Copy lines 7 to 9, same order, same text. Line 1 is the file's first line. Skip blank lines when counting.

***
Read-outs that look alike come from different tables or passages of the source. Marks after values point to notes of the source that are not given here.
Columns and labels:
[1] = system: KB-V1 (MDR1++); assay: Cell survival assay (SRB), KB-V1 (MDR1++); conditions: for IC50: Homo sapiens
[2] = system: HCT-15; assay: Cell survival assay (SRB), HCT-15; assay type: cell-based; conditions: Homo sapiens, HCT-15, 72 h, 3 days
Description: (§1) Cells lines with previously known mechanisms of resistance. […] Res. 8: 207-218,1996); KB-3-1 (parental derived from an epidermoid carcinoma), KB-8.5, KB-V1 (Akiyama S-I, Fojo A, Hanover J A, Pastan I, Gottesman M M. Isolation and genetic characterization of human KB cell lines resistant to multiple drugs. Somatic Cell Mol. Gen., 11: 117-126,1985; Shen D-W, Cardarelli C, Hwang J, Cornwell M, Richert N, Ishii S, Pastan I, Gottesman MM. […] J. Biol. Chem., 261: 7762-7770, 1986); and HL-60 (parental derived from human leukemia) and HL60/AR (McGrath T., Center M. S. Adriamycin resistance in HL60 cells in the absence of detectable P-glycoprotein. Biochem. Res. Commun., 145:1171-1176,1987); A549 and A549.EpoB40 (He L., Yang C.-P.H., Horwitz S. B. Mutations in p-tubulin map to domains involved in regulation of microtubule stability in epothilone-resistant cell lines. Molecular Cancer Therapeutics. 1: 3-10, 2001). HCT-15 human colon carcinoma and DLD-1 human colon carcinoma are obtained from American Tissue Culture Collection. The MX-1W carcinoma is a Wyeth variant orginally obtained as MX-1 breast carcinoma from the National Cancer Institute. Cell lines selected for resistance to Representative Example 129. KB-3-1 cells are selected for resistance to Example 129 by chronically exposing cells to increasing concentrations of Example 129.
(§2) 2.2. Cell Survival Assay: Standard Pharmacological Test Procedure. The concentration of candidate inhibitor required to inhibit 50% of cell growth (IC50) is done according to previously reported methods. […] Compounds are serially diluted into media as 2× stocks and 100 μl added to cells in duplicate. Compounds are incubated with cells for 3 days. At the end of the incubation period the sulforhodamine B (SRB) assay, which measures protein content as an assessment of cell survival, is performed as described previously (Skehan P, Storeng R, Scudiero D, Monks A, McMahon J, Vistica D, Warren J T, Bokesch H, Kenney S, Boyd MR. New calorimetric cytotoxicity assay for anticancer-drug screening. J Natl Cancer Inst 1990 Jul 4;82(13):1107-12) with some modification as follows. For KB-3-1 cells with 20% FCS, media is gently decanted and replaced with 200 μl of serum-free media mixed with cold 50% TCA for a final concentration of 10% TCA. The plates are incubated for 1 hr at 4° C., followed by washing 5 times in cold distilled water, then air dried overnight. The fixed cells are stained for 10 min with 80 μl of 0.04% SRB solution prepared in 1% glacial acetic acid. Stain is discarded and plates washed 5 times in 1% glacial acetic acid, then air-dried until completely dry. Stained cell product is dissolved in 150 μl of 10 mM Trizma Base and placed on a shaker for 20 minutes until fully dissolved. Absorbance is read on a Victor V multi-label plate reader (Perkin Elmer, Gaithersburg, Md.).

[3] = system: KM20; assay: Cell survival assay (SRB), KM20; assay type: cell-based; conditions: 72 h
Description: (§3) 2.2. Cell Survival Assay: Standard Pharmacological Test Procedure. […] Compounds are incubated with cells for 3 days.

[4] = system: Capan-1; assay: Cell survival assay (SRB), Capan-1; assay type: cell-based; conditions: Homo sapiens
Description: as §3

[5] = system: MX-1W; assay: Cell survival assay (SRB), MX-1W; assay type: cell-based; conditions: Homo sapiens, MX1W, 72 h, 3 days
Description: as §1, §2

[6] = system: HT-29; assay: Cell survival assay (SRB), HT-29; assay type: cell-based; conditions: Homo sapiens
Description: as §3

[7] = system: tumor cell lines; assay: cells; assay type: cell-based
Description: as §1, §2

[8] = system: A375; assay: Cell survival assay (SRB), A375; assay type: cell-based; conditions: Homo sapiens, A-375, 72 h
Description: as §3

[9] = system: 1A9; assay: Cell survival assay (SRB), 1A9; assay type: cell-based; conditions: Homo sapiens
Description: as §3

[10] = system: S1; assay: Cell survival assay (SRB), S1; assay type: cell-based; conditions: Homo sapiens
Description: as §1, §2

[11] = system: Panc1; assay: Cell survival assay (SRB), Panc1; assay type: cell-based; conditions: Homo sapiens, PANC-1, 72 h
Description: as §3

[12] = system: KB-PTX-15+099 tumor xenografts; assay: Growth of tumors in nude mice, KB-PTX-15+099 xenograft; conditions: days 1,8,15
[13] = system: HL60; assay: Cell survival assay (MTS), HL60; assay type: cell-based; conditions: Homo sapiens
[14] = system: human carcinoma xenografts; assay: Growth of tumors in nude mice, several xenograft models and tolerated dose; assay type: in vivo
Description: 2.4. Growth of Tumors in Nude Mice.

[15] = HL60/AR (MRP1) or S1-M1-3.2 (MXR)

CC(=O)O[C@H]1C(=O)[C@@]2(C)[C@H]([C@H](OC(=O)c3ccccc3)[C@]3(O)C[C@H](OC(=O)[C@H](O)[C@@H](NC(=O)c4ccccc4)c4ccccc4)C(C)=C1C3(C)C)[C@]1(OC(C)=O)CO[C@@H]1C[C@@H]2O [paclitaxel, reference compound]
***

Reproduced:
[3] = system: KM20; assay: Cell survival assay (SRB), KM20; assay type: cell-based; conditions: 72 h
Description: (§3) 2.2. Cell Survival Assay: Standard Pharmacological Test Procedure. […] Compounds are incubated with cells for 3 days.

[4] = system: Capan-1; assay: Cell survival assay (SRB), Capan-1; assay type: cell-based; conditions: Homo sapiens